Washington Evening Journal
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Neighbors Growing Together | Oct 25, 2014

City interviews attorneys

By David Hotle | Aug 20, 2013

For the past few days, members of the City of Washington city attorney transitional task force have been interviewing five law firms to determine which is going to provide the city’s legal services during the coming term — and the current city attorney’s law firm was not one of them.
Craig Arbuckle, who has served as the city’s attorney for the past 33 years, confirmed that he had submitted a proposal to serve as the city attorney for one more two-year term, beginning Jan. 1, 2014. He said that when the city had interviewed the final five candidates, his law firm was not among them. He said that the idea of stepping down from the position of city attorney had been on his mind for a while, but that he had not decided when he wanted to leave.
“I had been weighing seeking one more two-year appointment,” Arbuckle said. “Most recently I was leaning toward one more appointment.”
He said that he had based his decision on how long he thought the transition process would be. He said that he plans to work with his successor to ensure the new city attorney knows the business of the city.
City administrator Brent Hinson said that the council had approved getting proposals from attorneys to fill the role of city attorney.
During the June 5 meeting, council member Bob Shepherd said that the task force was exploring options for the city attorney’s position because an investigation had not been done in years. Council member Bob Shellmyer had asked when such a study would be done on the city clerk and city administrator’s positions.
Hinson said that requests for proposal had been sent to 33 law firms, including the ones in the city. While he declined to say which law firms had been interviewed as the top five candidates, he said only one had been from Washington. He said the candidates would be disclosed when the time to make a selection was closer.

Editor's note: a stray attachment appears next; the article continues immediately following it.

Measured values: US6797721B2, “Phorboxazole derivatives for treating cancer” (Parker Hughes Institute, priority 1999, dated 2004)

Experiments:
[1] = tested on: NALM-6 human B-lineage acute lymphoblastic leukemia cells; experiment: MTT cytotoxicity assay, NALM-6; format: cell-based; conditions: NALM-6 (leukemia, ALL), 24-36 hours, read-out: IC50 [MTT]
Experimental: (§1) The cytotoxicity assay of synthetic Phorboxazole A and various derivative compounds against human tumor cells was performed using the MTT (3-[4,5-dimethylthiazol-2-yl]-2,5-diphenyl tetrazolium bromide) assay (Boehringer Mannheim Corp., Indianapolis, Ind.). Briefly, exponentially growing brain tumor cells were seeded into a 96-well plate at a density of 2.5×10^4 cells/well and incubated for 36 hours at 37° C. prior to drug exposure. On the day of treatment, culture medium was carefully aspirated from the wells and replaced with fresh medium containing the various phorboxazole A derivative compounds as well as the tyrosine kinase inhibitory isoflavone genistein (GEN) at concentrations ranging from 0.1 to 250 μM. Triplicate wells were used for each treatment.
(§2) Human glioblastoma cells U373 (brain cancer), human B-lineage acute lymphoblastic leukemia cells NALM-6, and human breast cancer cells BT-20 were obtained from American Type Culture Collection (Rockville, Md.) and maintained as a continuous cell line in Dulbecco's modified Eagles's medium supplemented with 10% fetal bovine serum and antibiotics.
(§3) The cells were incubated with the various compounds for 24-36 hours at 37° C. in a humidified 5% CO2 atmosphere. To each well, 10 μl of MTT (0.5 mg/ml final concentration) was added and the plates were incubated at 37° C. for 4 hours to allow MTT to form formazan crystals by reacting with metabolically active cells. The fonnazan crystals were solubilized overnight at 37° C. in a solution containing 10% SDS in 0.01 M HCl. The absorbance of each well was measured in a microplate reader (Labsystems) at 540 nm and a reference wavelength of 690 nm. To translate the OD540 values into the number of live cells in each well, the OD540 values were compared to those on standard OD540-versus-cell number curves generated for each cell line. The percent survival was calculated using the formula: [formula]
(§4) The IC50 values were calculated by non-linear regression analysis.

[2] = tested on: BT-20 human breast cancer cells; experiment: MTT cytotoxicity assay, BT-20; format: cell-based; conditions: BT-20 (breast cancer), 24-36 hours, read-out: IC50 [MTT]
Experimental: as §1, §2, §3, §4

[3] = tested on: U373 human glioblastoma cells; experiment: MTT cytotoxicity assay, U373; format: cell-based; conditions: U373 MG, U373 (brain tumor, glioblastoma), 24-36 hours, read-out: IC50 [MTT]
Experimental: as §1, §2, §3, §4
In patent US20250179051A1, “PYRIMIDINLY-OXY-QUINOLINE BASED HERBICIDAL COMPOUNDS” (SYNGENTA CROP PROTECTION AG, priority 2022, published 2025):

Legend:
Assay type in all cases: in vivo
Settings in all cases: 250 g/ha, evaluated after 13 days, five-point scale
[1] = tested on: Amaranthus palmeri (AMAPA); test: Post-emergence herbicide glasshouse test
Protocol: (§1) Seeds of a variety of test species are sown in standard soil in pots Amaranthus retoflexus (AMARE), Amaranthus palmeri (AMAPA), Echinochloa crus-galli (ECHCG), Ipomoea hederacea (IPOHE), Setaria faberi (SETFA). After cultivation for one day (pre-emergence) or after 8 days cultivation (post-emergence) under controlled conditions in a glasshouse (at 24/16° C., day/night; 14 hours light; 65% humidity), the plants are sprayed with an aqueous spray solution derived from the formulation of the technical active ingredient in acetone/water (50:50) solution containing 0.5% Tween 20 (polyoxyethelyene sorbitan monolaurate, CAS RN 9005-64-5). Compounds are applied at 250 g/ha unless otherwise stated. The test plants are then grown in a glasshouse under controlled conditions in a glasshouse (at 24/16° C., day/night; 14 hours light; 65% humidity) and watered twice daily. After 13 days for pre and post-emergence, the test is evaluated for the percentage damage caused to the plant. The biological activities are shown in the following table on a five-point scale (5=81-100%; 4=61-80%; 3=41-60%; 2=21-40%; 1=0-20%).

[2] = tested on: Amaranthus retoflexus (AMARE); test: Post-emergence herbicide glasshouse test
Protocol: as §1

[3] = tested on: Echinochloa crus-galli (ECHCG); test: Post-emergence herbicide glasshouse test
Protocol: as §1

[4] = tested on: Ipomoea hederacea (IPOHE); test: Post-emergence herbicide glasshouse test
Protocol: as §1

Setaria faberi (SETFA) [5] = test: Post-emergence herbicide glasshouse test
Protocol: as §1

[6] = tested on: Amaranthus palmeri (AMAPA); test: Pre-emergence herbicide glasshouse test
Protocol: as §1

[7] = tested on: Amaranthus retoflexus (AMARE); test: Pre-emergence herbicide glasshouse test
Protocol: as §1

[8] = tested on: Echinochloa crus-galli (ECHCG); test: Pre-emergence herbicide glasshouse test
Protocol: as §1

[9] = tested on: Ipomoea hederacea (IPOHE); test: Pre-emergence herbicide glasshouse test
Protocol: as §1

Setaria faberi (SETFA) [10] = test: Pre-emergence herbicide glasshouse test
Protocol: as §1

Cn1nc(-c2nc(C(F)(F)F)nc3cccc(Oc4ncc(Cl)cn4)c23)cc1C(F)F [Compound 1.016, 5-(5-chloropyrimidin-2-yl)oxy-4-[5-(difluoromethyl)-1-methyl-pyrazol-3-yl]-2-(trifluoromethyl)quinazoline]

“At this point we haven’t made any sort of decision or recommendation as a committee,” Hinson said. “We are going to meet later on in the week and talk over that and decide how to approach it.”
The city uses out-of county attorneys for a variety of things, such as bonding. Hinson said that much of the business is done on the phone or by email. He said that if one became a city attorney, the council would have to consider such things as the requirement to come to all council meetings.
Hinson referred questions about Arbuckle’s plans to Arbuckle. He said that the intent of the process is that Arbuckle was stepping down and the new attorney would be a replacement. He said the decision of the new attorney would be made by the full city council. Hinson also said that Arbuckle had not submitted a resignation, but had submitted a letter indicating cooperation and support of the task force. He also said there is no obligation for the city to choose a different attorney.
The task force is made up of Mayor Sandra Johnson, two council members, and three staff members.

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